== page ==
I saw the bird in passing, as I loped across the intersection. I hopped up the curb to the sidewalk and I saw it in my mind’s eye–the head contorted, the legs splayed
out, the lower beak jerked out like a huge thorn. It was a robin: it must have been a road kill. If you can imagine The Scream with the mouth of a robin, that was what I saw.
I hate the idea of jogging but that’s what I was doing when I passed the dead robin. I prefer to see myself running. But, actually, I’m mostly plodding through life. The river is beautiful with the waterbirds skimming the water’s edge.
My darling towheads are teens now. They shrug when I suggest we eat a special meal together. My sisters live too far away. Jupiter! I dodge a mud puddle: I put away any guilt for not visiting my Mom down on the farm. That bird, stranded by the curb, was distressing. The black rhinos and the Indian tigers are not long in this world, my Dad gloomily predicted.
I want to blot out that bird; I want to scoop it up and bury it by the riverbanks. It’s a grey day, full of the moist promise of spring. I could feel smug about running instead of jumping in the car to drive to the gym. But the bird, a witness to fossil fuels consumption kills off many species.
This run is not releasing me. Days ago Doris confided in me that she was being knocked around by the father of her children. That bothered me, the worry shot up my back, lodging somewhere below my trapezius. That night I nodded sympathetically. There’s not a dam thing I can do but listen. That’s too negative. I rephrase it saying metalically, “The best thing I can do is the gift of listening to her. I didn’t ask Doris detailed questions.
I want to know, but Jesus, I don’t really want to know. How many shades of grey can one sky hold? Knowledge is responsibility. I feel heavy with death. My body puffs and legs leaps over muddy bike tracks. I’m free of death, yet physically I am moving towards dying. The dark riverwater lugubriously rolls toward the Atlantic Ocean. Does the Boston marathon really start at the headwaters of the Charles River?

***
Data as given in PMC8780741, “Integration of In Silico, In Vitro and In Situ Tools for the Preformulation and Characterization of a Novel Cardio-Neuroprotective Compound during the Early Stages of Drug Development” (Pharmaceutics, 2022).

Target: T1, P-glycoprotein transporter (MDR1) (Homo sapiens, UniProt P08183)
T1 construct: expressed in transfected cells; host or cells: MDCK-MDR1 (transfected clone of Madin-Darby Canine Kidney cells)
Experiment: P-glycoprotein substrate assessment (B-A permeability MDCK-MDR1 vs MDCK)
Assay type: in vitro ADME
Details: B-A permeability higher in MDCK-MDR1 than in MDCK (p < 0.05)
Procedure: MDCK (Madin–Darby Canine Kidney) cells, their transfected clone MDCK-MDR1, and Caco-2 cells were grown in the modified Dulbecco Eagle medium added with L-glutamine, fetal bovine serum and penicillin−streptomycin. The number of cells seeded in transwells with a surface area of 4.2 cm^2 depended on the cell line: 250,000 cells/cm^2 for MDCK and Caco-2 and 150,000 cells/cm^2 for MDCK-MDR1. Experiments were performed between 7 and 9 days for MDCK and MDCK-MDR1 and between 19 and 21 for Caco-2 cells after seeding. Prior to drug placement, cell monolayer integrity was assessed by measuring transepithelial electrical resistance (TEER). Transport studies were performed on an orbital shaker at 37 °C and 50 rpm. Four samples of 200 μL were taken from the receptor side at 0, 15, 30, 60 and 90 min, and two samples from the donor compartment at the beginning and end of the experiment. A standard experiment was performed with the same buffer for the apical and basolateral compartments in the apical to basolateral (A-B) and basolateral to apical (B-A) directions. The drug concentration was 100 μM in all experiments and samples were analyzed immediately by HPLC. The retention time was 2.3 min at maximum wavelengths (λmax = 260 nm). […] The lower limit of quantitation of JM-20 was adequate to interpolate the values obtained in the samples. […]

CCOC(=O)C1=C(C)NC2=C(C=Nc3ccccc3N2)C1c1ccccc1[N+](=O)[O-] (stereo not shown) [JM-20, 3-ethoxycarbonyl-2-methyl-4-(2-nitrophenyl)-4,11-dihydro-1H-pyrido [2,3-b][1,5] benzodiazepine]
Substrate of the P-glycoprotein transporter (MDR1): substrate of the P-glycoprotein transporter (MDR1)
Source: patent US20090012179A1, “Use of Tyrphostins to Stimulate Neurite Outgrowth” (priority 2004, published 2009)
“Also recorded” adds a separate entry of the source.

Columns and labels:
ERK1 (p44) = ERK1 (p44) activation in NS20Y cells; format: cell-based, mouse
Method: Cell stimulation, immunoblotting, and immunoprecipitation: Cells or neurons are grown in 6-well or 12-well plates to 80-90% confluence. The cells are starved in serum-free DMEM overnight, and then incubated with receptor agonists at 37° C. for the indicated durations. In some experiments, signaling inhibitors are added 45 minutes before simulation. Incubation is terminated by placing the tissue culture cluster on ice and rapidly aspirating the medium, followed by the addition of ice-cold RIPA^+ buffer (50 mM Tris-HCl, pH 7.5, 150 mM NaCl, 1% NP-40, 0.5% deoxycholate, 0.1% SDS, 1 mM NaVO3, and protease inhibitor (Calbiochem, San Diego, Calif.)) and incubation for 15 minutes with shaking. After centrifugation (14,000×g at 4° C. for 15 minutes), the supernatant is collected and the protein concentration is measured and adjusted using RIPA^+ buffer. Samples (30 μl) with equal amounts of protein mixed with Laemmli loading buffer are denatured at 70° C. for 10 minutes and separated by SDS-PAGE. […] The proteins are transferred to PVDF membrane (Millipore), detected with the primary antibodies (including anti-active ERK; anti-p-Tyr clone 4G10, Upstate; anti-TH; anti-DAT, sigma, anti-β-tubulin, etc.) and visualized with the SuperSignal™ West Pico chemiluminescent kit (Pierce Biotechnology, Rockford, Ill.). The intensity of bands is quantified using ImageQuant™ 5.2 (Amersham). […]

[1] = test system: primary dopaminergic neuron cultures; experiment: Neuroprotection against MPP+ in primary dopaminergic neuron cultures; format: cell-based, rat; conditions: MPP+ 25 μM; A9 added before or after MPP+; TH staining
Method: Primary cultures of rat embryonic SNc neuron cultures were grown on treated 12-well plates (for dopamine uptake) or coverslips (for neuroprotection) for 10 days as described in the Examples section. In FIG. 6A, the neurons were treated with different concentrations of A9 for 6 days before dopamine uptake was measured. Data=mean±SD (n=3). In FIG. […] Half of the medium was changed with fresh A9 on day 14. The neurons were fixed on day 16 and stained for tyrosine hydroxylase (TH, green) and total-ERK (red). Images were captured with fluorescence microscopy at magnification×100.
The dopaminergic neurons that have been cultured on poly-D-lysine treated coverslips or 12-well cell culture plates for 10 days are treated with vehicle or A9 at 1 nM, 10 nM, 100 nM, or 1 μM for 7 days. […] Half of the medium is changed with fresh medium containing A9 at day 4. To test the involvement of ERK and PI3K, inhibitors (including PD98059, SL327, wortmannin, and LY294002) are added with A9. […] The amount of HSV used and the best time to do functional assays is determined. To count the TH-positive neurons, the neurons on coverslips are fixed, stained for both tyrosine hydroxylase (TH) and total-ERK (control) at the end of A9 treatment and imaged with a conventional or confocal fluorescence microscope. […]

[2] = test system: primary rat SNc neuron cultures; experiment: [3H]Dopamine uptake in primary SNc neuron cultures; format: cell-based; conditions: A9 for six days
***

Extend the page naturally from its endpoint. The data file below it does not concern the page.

Should I listen to rumors that my muscle soreness might be a sign of early diabetes? I want to care for myself and I long to be carefree. I want others to fawn all over in love with me and I want to be alone to listen to my inner path. I remain thick with desire.
The river seemed elastic, never tarrying over indecision. It doesn’t wait for dead birds. God’s promise is like that. Even as we pollute and scream; even if we ignore the vultures circling, the earth moves. Doesn’t love embrace the carrion?. If I knew come hell and highwater, what my purpose on earth is, I’d be glib and unbearable. How boring to know exactly what Creator has in mind for me. A 5 year old gets as much pleasure in opening the rusty treasure box as in finding a jewel within it.
I finish the running by the Anderson Bridge. My body sweaty, my mind cleared of morbidity. Grey skies are a blanket, warming the dark earth. I will stay open to the promise. And there inscribed on the bridge in 1912 the passage in Revelations 22:2, often called the River of Life:
On each side of the river stood the tree of life, bearing
twelve crops of fruit, yielding its fruit every month.
And the leaves of the tree are for the healing of the nations.